Historic Properties of Spokane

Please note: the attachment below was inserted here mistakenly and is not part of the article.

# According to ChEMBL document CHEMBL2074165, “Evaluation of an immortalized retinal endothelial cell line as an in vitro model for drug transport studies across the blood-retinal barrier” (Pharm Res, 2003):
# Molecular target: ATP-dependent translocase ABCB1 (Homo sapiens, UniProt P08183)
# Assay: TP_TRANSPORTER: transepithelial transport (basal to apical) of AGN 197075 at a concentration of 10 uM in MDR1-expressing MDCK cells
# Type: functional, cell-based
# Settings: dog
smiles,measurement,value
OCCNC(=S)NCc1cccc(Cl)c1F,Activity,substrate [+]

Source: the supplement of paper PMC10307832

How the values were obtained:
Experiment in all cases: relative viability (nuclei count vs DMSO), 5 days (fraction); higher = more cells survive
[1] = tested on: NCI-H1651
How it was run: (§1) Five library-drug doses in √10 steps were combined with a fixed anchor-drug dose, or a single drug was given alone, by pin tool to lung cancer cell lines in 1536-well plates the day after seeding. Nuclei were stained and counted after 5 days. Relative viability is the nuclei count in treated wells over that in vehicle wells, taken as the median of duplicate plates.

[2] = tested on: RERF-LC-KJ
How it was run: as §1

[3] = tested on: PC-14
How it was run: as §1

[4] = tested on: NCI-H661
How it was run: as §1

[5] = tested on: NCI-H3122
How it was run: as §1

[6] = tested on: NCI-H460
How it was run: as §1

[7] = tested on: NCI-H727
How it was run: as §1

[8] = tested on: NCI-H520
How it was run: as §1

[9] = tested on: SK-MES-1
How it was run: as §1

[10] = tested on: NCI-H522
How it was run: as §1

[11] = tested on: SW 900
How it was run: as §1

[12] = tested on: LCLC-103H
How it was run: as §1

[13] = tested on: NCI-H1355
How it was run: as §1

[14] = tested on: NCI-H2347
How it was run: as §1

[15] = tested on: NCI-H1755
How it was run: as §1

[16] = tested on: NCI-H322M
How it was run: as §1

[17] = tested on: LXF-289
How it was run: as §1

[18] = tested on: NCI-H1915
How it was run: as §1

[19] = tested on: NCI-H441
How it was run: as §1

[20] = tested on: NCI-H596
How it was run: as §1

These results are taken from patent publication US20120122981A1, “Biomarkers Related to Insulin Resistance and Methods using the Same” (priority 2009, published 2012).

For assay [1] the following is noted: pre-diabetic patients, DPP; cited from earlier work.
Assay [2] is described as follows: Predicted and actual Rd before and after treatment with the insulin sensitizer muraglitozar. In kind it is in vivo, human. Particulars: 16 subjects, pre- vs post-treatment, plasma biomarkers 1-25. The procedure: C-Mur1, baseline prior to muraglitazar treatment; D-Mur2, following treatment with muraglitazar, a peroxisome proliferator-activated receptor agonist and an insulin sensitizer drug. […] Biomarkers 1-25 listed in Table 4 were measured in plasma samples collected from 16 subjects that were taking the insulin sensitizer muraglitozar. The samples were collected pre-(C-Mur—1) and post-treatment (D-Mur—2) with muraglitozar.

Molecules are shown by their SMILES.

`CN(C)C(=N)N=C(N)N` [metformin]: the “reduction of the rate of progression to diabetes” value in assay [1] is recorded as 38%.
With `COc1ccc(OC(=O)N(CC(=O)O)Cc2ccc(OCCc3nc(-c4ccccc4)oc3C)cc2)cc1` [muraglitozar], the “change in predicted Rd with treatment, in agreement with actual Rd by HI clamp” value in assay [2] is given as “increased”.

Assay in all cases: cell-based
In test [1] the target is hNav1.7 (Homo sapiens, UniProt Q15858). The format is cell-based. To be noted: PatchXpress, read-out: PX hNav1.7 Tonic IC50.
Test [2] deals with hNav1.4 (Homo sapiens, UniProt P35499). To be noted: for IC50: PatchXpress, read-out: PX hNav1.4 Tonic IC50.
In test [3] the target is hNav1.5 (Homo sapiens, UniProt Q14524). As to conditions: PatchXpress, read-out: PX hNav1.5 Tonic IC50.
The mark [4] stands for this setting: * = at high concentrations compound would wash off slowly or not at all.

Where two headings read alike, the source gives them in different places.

The Renstrom-Leigh House is a fine example of the Queen Anne style with strong influence from two of the style’s subtypes: Free Classic and Spindlework. Free Classic elements are expressed in the home’s corbelled cornices, frieze bands, cornice returns, and horizontal clapboard siding while Spindlework elements are depicted as delicate embellishments found in turned posts and cut-away windows with scroll-sawn fretwork and lathe-turned pendant drops. Defining Queen Anne-style features include the home’s strong vertical orientation, irregular footprint and hip roof, multiple cross-gables, beveled and box bays, and prominent wrap-around front porch at the first floor. An unusual design feature of the house is a diagonal box bay located above the wrap-around porch at the second-floor at the northwest corner of the home’s facade. This design feature is unique to the Renstrom-Leigh House and has not been found on any other house in the surrounding neighborhood. One of the first two homes erected in Booge’s Addition, the property was built in 1895 for teamster and wholesale grocery porter, Gustaf A. Renstrom and his wife, Anna Renstrom. Four years later in 1899, Walter E. & Anna King Leigh bought the property. A prominent Spokane citizen and an accomplished and successful attorney, Walter Leigh helped found several Spokane law practices (Rockrock & Leigh, Buck King & Leigh, and Leigh & Pattullo), invested in area mining properties, and was owner/president of the Great Northern Land Company which specialized in “real estate, farm lands, loans & insurance.” Noted in a Spokane newspaper as a “pioneer Spokane family,” the Leighs lived in the Renstrom-Leigh House for 21 years from 1899 to 1920 where they raised six children. In March 2007, Home & Garden TV (HGTV) filmed the Renstrom-Leigh House to be included in the popular show “If These Walls Could Talk.” The TV segment will include the recent discovery of cancelled checks, printed stationery, notes, children’s books, magazines, and a rare collection of love letters which were found by the current homeowners under mounds of insulation and loose floorboards in the home’s third-floor unfinished attic. The love letters were addressed to Miss Muriel Leigh, Walter & Anna Leigh’s daughter, in 1916 while the family lived at the property. HGTV announced the segment will air on national television sometime in 2007.